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Lilo & Stitch co-director calls the idea of a Disney live-action remake ‘kind of crazy’

Dean DeBlois isn’t really interested in any live-action remakes

lilo and stitch dance in front of a fruit cart Image: Walt Disney Animation
Petrana Radulovic is an entertainment reporter specializing in animation, fandom culture, theme parks, Disney, and young adult fantasy franchises.

If a Disney animated film exists, it’s likely to be on a roster of upcoming live-action remakes ready to gross billions of dollars worldwide. And if the original team behind said animated film is still around and working, history suggests that they’ll likely not be involved at all.

For Lilo & Stitch co-director and writer Dean DeBlois, who also had a hand in the How to Train Your Dragon trilogy at DreamWorks, live-action revamps of animated movies never rarely make sense — including the rumored remake of Lilo & Stitch. DeBlois, who sat down with Variety’s Peter Debruge on Thursday for a livestream panel at the Annecy International Animation Film Festival, held online this year due to the COVID-19 pandemic, said that the filmmakers making the big-budget remakes are definitely capable and he doesn’t want to discredit their work. It’s the executive decision of the studio, he said, that’s undermining the legacy of the original films, the medium of animation, and Disney’s reputation as an innovating studio.

“I’d rather see something original — especially for a studio that’s such a pioneer of originality, that bugs me. Knowing how well-to-do the studio is, how capable they are of taking risks, and watching them not take risk,” he said. “What bothers me the most is that it seems to suggest the animated version of it is lesser. It is a lesser form than the expensive, glossy live action.”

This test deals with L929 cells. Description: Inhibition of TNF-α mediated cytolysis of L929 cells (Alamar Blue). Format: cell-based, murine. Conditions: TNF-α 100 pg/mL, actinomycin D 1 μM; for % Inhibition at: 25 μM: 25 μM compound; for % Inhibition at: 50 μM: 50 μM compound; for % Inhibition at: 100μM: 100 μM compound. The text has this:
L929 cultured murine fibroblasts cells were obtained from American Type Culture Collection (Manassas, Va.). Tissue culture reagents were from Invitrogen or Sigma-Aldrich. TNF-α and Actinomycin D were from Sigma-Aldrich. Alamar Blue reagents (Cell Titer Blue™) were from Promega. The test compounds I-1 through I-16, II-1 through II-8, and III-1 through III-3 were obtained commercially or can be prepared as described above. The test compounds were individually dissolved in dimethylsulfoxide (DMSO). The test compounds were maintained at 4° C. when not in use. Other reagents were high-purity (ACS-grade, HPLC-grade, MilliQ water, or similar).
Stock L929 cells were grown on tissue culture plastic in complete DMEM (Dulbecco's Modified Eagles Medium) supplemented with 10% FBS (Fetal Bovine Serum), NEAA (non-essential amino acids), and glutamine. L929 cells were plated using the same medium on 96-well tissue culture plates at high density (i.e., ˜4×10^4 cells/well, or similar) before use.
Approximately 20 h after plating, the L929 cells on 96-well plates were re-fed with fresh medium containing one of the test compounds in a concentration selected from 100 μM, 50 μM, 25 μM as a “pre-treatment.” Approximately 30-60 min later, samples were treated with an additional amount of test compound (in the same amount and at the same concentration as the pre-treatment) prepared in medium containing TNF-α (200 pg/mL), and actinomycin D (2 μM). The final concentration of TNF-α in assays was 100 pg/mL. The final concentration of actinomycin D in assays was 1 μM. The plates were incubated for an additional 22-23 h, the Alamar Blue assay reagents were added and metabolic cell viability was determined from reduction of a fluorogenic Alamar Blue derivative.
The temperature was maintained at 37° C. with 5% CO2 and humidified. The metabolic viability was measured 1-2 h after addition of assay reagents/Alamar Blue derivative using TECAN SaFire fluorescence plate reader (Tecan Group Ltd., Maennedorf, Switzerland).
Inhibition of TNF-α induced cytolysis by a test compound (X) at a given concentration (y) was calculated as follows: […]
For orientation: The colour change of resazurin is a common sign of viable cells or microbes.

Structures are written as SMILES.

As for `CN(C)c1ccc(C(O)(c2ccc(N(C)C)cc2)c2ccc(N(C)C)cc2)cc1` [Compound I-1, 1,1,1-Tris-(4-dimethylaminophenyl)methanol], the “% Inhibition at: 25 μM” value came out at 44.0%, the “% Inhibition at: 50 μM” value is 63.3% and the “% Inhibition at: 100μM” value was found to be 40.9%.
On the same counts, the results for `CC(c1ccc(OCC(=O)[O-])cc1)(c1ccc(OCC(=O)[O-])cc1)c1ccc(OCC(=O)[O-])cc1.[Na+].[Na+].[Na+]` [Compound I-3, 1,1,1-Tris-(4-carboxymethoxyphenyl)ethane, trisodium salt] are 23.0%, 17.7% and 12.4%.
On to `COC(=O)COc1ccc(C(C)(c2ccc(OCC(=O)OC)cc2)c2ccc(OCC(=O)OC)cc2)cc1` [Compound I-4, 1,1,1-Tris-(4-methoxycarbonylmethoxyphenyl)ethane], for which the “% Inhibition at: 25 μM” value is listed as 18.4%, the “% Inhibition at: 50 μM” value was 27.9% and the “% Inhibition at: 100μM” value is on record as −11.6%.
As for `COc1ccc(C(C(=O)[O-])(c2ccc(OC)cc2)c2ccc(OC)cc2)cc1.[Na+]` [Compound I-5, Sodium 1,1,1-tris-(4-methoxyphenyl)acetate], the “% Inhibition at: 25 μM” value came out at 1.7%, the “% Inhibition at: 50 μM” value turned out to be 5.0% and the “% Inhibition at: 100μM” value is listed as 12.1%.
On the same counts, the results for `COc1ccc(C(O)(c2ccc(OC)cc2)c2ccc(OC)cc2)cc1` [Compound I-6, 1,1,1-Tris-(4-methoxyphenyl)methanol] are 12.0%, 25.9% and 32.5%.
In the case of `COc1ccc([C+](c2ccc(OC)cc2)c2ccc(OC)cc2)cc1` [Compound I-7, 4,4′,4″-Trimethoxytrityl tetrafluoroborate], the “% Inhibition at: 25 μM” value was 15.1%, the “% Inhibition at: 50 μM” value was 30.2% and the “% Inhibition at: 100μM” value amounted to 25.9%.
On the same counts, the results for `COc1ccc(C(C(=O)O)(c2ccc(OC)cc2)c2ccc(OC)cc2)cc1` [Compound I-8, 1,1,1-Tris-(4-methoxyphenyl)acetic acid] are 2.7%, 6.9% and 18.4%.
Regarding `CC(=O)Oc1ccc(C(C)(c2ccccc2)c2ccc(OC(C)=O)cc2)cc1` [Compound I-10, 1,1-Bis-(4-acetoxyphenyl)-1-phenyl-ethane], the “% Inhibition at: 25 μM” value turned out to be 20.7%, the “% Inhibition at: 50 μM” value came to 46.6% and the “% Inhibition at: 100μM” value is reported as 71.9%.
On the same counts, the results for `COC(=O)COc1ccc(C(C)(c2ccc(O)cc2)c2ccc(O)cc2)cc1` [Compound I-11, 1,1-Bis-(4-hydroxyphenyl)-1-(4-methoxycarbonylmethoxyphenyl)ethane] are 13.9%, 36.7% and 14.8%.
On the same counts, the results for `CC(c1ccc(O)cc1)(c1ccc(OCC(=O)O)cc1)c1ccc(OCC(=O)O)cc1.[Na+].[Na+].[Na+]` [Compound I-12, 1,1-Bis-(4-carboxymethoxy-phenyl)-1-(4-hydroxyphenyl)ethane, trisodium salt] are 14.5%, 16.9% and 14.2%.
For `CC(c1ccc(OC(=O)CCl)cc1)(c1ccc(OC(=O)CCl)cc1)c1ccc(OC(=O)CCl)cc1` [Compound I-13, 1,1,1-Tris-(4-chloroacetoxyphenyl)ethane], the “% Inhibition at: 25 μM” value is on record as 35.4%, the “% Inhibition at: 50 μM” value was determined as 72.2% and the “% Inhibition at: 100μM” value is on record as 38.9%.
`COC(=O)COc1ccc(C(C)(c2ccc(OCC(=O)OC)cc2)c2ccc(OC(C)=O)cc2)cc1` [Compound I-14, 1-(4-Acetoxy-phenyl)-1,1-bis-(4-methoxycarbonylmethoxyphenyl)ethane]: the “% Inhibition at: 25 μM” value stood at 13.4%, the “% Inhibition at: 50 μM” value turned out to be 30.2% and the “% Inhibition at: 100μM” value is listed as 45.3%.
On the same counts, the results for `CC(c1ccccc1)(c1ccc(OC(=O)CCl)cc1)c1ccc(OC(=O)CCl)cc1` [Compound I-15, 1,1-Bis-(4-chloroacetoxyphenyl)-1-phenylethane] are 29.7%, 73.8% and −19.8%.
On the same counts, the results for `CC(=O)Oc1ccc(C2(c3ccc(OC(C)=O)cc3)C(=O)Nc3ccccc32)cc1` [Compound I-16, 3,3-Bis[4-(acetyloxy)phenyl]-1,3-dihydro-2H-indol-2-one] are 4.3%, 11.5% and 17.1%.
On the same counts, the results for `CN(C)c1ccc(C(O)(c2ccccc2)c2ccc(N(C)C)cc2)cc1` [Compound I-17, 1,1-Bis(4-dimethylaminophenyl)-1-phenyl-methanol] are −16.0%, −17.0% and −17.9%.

When it comes to a remake of his own project, DeBlois is even more hesitant. DeBlois co-wrote and co-directed Lilo & Stitch with Chris Sanders, whom he met while working on Mulan. The two became frequent collaborators at Disney, and later at DreamWorks. The two were drawn to “characters who are determined to find acceptance but they’re ill-equipped to ever succeed,” DeBlois said. “Stories of rejection, isolation, and loneliness ... it’s a theme we love to explore because we connect really closely to it in our personal experiences.”

Lilo & Stitch was one of their most personal projects, the director said. The oddball success in Disney’s otherwise bleak early 2000s era tells the story of a destructive alien who befriends a misfit little girl in Hawaii. It’s one of the few films completely made in Disney Animation’s tiny Orlando studio, and DeBlois recalled Sanders trying to make a movie different from any of the other Disney movies at the time. In fact, the entire marketing campaign of Lilo & Stitch centered around Stitch “invading” classic Disney movie moments.

Now, Lilo & Stitch is one of the many Disney animated films set to get a live-action movie, penned by screenwriter Mike Van Waes. To DeBlois, the idea of remaking Lilo & Stitch without the original team involved is disingenuous to the original movie.

“Lilo & Stitch was so quirky, such a singular voice. It was Chris [Sanders]’s sensibility brought to life in such a personal way. It started as a children’s story [he was working on],” DeBlois explained at the panel. “It’s so specific, that the idea of another team coming in to remake it without Chris involved — without any of the team involved — is kind of crazy. It's not a time tested classic. It's not a fairytale. It's not a staple of folklore. It’s as individual as it could be.”

Of course, DeBlois knew why remaking Lilo & Stitch would be so appealing to the studio.

“I also know Stitch is ubiquitous in Disney merchandise and makes a lot of money. He’s got to be up there in the top five of [all of the] merchandise. I can see why they’d want to go back into it. I just ... don’t like it.”